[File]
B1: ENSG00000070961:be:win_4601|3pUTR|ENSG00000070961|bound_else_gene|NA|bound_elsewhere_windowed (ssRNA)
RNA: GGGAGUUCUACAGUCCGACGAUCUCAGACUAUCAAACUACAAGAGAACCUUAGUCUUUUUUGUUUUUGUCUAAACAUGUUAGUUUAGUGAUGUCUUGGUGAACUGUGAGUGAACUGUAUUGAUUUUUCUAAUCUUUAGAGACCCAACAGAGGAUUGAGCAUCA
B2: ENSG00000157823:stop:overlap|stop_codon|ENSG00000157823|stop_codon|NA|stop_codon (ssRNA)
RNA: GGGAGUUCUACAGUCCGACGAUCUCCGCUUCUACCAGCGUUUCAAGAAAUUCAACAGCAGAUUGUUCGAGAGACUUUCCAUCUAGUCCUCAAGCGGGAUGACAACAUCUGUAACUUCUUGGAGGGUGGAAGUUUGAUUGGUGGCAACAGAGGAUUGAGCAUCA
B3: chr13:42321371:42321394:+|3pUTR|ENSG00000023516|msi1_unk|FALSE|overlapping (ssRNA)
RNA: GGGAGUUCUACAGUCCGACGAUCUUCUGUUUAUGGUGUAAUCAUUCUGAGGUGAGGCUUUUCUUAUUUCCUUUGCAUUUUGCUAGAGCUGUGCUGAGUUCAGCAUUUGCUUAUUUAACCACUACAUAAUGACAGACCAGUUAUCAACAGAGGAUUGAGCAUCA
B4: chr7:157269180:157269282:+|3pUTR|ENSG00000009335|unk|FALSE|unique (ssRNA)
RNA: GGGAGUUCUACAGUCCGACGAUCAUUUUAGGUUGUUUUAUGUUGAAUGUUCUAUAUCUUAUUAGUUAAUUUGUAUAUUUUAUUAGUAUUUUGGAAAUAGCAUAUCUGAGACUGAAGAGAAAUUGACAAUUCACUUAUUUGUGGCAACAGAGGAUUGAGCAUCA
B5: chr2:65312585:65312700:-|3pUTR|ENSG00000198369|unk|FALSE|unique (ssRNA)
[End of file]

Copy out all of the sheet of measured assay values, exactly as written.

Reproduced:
B1: ENSG00000070961:be:win_4601|3pUTR|ENSG00000070961|bound_else_gene|NA|bound_elsewhere_windowed (ssRNA)
RNA: GGGAGUUCUACAGUCCGACGAUCUCAGACUAUCAAACUACAAGAGAACCUUAGUCUUUUUUGUUUUUGUCUAAACAUGUUAGUUUAGUGAUGUCUUGGUGAACUGUGAGUGAACUGUAUUGAUUUUUCUAAUCUUUAGAGACCCAACAGAGGAUUGAGCAUCA
B2: ENSG00000157823:stop:overlap|stop_codon|ENSG00000157823|stop_codon|NA|stop_codon (ssRNA)
RNA: GGGAGUUCUACAGUCCGACGAUCUCCGCUUCUACCAGCGUUUCAAGAAAUUCAACAGCAGAUUGUUCGAGAGACUUUCCAUCUAGUCCUCAAGCGGGAUGACAACAUCUGUAACUUCUUGGAGGGUGGAAGUUUGAUUGGUGGCAACAGAGGAUUGAGCAUCA
B3: chr13:42321371:42321394:+|3pUTR|ENSG00000023516|msi1_unk|FALSE|overlapping (ssRNA)
RNA: GGGAGUUCUACAGUCCGACGAUCUUCUGUUUAUGGUGUAAUCAUUCUGAGGUGAGGCUUUUCUUAUUUCCUUUGCAUUUUGCUAGAGCUGUGCUGAGUUCAGCAUUUGCUUAUUUAACCACUACAUAAUGACAGACCAGUUAUCAACAGAGGAUUGAGCAUCA
B4: chr7:157269180:157269282:+|3pUTR|ENSG00000009335|unk|FALSE|unique (ssRNA)
RNA: GGGAGUUCUACAGUCCGACGAUCAUUUUAGGUUGUUUUAUGUUGAAUGUUCUAUAUCUUAUUAGUUAAUUUGUAUAUUUUAUUAGUAUUUUGGAAAUAGCAUAUCUGAGACUGAAGAGAAAUUGACAAUUCACUUAUUUGUGGCAACAGAGGAUUGAGCAUCA
B5: chr2:65312585:65312700:-|3pUTR|ENSG00000198369|unk|FALSE|unique (ssRNA)